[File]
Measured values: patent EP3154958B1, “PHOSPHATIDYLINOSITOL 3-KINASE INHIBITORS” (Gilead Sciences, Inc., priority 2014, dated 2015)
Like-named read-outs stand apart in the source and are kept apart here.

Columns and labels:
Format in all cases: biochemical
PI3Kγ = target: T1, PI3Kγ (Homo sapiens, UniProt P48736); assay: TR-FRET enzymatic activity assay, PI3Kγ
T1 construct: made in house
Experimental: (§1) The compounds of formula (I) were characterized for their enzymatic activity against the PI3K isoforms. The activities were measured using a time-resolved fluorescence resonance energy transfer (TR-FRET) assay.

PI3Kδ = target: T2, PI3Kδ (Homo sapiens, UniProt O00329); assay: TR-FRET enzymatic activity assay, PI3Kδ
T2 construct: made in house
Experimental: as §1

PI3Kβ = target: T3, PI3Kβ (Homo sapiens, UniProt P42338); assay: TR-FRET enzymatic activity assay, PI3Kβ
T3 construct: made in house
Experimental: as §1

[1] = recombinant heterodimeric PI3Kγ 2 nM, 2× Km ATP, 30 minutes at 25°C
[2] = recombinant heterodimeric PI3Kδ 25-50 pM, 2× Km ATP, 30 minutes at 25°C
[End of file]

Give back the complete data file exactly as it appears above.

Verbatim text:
Measured values: patent EP3154958B1, “PHOSPHATIDYLINOSITOL 3-KINASE INHIBITORS” (Gilead Sciences, Inc., priority 2014, dated 2015)
Like-named read-outs stand apart in the source and are kept apart here.

Columns and labels:
Format in all cases: biochemical
PI3Kγ = target: T1, PI3Kγ (Homo sapiens, UniProt P48736); assay: TR-FRET enzymatic activity assay, PI3Kγ
T1 construct: made in house
Experimental: (§1) The compounds of formula (I) were characterized for their enzymatic activity against the PI3K isoforms. The activities were measured using a time-resolved fluorescence resonance energy transfer (TR-FRET) assay.

PI3Kδ = target: T2, PI3Kδ (Homo sapiens, UniProt O00329); assay: TR-FRET enzymatic activity assay, PI3Kδ
T2 construct: made in house
Experimental: as §1

PI3Kβ = target: T3, PI3Kβ (Homo sapiens, UniProt P42338); assay: TR-FRET enzymatic activity assay, PI3Kβ
T3 construct: made in house
Experimental: as §1

[1] = recombinant heterodimeric PI3Kγ 2 nM, 2× Km ATP, 30 minutes at 25°C
[2] = recombinant heterodimeric PI3Kδ 25-50 pM, 2× Km ATP, 30 minutes at 25°C